Was it the Greeks? The Turks perhaps? Or the Bedouins of the Middle East who first introduced to a taste-starved world the concept of dining mezze-styles? A way of sharing food without any ceremony or service, a mezze table can be the entire dinner. And ridiculously delicious. Thought of this way, mezze can be compared to the Scandinavian smörgåsbord, to which it is more philosophically related, rather than hors d’oeuvre, antipasti, tapas, or appetizers.
Almost anything that is small and tasty qualifies as a mezze dish. A basic mezze table can be as simple as a basket of warm pita, a plate of fresh herbs, bowls of feta cheese, labneh (or Greek-style strained yoghurt), a variety of olives, some taramosalata and hummus, and of course bountiful salad.
Living in the heart of the Middle East, this foodie’s daily staple consists of tabouli, baba ghanoush – a smoky dip of roasted, peeled, and mashed eggplant, blended with tahini, garlic, salt, white vinegar and lemon juice; And of course everybody’s favourite meat dish: shish taouk: cubes of chicken skewered and grilled, then lashed with marinades that are based upon yogurt or tomato puree.
To give a mezze table the status of a mezze feast, simply increase the number and variety of dishes, including a few heartier choices like small kebabs, some seafood, falafel – those spicy balls of crushed chickpea – and foul moudamas (fava beans to the rest of us) warmed to perfection with olive oil, garlic and lemon on the side.
Now the flavourings you will encounter when dining mezze-styles is something else. Lets begin with zatar, which is popular from Greece to Israel. It is a mixture of spices and herbs such as dried powdered hyssop, sesame seeds and salt. Wildly aromatic, zatar can be used in all sorts of creative culinary ways such as mixed with olive oil and smeared on warm pita (to make a home-made pizza-style sensation), blended into yoghurt for dipping, or sprinkled throughout a chickpea salad.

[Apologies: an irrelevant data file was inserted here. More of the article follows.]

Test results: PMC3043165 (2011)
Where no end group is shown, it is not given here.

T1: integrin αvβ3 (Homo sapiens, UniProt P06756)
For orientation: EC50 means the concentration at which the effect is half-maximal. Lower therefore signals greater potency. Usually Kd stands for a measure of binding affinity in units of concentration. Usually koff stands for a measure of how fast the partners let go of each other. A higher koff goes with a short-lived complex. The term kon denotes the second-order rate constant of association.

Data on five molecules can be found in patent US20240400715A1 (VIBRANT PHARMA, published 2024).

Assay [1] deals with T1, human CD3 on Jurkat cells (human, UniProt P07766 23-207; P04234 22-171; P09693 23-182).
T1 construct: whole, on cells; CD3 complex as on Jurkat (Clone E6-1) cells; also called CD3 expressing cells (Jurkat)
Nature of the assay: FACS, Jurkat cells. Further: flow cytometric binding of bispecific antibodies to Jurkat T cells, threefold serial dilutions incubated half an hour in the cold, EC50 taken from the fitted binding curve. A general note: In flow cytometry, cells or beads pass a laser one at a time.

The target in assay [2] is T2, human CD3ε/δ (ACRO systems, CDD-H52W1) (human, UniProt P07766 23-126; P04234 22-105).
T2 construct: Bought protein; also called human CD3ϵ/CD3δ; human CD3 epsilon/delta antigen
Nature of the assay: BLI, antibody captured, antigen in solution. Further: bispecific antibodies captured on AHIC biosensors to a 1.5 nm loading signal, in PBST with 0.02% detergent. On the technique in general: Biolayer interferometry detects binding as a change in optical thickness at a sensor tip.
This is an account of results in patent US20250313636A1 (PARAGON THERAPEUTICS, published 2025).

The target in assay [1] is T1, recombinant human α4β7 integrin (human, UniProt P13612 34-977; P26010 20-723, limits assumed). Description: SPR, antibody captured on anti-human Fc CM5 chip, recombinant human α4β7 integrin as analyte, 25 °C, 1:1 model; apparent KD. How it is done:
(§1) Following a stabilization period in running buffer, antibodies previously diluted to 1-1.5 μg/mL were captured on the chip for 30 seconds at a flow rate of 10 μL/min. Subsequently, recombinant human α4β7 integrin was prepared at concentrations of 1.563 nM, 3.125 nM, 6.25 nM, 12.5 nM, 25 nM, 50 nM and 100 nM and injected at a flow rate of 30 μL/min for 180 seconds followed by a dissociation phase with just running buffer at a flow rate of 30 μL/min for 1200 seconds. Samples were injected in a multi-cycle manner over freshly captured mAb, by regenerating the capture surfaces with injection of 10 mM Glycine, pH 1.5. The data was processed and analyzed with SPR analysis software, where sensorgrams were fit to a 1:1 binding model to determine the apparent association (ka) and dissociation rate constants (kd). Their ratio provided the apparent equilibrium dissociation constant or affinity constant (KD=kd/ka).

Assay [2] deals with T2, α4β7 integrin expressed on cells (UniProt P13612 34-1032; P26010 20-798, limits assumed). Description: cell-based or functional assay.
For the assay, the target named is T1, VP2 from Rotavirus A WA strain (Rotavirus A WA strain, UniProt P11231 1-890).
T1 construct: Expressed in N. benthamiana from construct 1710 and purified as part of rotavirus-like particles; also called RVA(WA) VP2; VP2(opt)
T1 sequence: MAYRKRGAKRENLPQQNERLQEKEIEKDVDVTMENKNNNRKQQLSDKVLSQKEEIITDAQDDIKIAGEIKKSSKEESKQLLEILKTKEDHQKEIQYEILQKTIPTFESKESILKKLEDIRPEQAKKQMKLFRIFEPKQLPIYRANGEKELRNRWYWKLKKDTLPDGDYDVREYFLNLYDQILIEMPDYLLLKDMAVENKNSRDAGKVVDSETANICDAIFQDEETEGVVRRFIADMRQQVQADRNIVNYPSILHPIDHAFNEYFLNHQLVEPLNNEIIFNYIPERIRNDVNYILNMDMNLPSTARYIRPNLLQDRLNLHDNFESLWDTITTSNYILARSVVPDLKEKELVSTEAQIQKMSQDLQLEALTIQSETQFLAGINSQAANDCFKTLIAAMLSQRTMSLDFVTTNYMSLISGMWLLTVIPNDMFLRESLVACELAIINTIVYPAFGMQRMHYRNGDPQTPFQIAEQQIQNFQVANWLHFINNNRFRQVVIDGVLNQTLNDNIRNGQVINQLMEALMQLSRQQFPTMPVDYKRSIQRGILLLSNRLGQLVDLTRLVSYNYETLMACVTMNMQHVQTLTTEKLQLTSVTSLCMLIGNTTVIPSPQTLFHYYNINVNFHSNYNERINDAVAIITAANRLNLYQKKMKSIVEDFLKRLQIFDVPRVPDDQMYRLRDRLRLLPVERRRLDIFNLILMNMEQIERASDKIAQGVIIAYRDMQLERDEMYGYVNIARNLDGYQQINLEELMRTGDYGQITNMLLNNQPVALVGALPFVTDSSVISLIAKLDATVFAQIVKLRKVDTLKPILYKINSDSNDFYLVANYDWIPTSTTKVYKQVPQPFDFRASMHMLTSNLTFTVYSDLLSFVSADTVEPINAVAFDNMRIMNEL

Next: sumac. A fruity, astringent taste is what you will encounter when you eat dishes infused with sumac. The wild bushes from which this herb is derived grow throughout the Mediterranean and parts of the Middle East. The bush produces red berries which are picked, dried, ground and reduced to purple powder. Mixed with water sumac can be used in the same way as lemon juice: drizzled on salads.
And finally…finally…O its a terrible business, but where would the civilized world be without a good bottle of grape juice? A meal can become complete and accomplished just by the addition of culture and enlightenment in the form of vino.
Cheers to your health! Buon Appetito! And finally Sa7tayn! to our mezze-munching friends of the Levant!!